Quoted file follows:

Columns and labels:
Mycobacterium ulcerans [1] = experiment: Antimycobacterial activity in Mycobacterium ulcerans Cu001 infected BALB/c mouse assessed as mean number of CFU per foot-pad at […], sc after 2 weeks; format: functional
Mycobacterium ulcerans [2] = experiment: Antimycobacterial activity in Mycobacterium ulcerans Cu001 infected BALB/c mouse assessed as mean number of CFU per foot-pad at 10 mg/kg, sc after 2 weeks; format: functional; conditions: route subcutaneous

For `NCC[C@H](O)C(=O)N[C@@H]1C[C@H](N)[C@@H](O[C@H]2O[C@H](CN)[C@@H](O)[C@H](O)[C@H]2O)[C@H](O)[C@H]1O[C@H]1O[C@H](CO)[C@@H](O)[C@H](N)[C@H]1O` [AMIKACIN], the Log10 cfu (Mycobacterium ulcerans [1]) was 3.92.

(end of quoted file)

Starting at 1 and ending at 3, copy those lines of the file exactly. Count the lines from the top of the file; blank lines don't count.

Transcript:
Columns and labels:
Mycobacterium ulcerans [1] = experiment: Antimycobacterial activity in Mycobacterium ulcerans Cu001 infected BALB/c mouse assessed as mean number of CFU per foot-pad at […], sc after 2 weeks; format: functional
Mycobacterium ulcerans [2] = experiment: Antimycobacterial activity in Mycobacterium ulcerans Cu001 infected BALB/c mouse assessed as mean number of CFU per foot-pad at 10 mg/kg, sc after 2 weeks; format: functional; conditions: route subcutaneous